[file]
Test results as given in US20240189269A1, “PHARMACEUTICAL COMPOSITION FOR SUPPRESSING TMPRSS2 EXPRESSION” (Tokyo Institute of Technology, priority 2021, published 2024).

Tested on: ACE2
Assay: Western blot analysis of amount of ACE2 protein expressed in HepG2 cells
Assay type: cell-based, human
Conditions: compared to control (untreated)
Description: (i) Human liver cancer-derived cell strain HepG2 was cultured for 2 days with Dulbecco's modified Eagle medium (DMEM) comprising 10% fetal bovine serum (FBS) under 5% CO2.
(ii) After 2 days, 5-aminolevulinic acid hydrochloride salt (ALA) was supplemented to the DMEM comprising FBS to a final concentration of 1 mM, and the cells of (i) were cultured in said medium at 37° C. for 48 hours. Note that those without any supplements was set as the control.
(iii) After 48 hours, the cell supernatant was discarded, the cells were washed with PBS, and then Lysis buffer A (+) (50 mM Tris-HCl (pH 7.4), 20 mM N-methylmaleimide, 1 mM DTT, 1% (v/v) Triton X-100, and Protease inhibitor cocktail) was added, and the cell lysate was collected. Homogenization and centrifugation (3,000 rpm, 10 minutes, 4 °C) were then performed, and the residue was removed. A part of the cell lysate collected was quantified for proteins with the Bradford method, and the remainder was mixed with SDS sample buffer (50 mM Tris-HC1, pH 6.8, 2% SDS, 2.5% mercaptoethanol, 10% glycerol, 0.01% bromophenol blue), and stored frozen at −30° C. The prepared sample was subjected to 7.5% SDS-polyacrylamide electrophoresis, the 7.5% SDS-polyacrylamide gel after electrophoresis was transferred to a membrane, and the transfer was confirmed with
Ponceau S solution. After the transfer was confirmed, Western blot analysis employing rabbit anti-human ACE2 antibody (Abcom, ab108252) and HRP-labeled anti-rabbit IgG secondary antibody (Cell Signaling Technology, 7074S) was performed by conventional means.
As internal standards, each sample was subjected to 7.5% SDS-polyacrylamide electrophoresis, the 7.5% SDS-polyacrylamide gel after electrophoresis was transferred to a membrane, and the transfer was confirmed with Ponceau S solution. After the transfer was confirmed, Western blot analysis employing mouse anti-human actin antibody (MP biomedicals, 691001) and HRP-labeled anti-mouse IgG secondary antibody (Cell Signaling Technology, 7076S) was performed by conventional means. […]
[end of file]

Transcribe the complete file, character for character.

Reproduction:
Test results as given in US20240189269A1, “PHARMACEUTICAL COMPOSITION FOR SUPPRESSING TMPRSS2 EXPRESSION” (Tokyo Institute of Technology, priority 2021, published 2024).

Tested on: ACE2
Assay: Western blot analysis of amount of ACE2 protein expressed in HepG2 cells
Assay type: cell-based, human
Conditions: compared to control (untreated)
Description: (i) Human liver cancer-derived cell strain HepG2 was cultured for 2 days with Dulbecco's modified Eagle medium (DMEM) comprising 10% fetal bovine serum (FBS) under 5% CO2.
(ii) After 2 days, 5-aminolevulinic acid hydrochloride salt (ALA) was supplemented to the DMEM comprising FBS to a final concentration of 1 mM, and the cells of (i) were cultured in said medium at 37° C. for 48 hours. Note that those without any supplements was set as the control.
(iii) After 48 hours, the cell supernatant was discarded, the cells were washed with PBS, and then Lysis buffer A (+) (50 mM Tris-HCl (pH 7.4), 20 mM N-methylmaleimide, 1 mM DTT, 1% (v/v) Triton X-100, and Protease inhibitor cocktail) was added, and the cell lysate was collected. Homogenization and centrifugation (3,000 rpm, 10 minutes, 4 °C) were then performed, and the residue was removed. A part of the cell lysate collected was quantified for proteins with the Bradford method, and the remainder was mixed with SDS sample buffer (50 mM Tris-HC1, pH 6.8, 2% SDS, 2.5% mercaptoethanol, 10% glycerol, 0.01% bromophenol blue), and stored frozen at −30° C. The prepared sample was subjected to 7.5% SDS-polyacrylamide electrophoresis, the 7.5% SDS-polyacrylamide gel after electrophoresis was transferred to a membrane, and the transfer was confirmed with
Ponceau S solution. After the transfer was confirmed, Western blot analysis employing rabbit anti-human ACE2 antibody (Abcom, ab108252) and HRP-labeled anti-rabbit IgG secondary antibody (Cell Signaling Technology, 7074S) was performed by conventional means.
As internal standards, each sample was subjected to 7.5% SDS-polyacrylamide electrophoresis, the 7.5% SDS-polyacrylamide gel after electrophoresis was transferred to a membrane, and the transfer was confirmed with Ponceau S solution. After the transfer was confirmed, Western blot analysis employing mouse anti-human actin antibody (MP biomedicals, 691001) and HRP-labeled anti-mouse IgG secondary antibody (Cell Signaling Technology, 7076S) was performed by conventional means. […]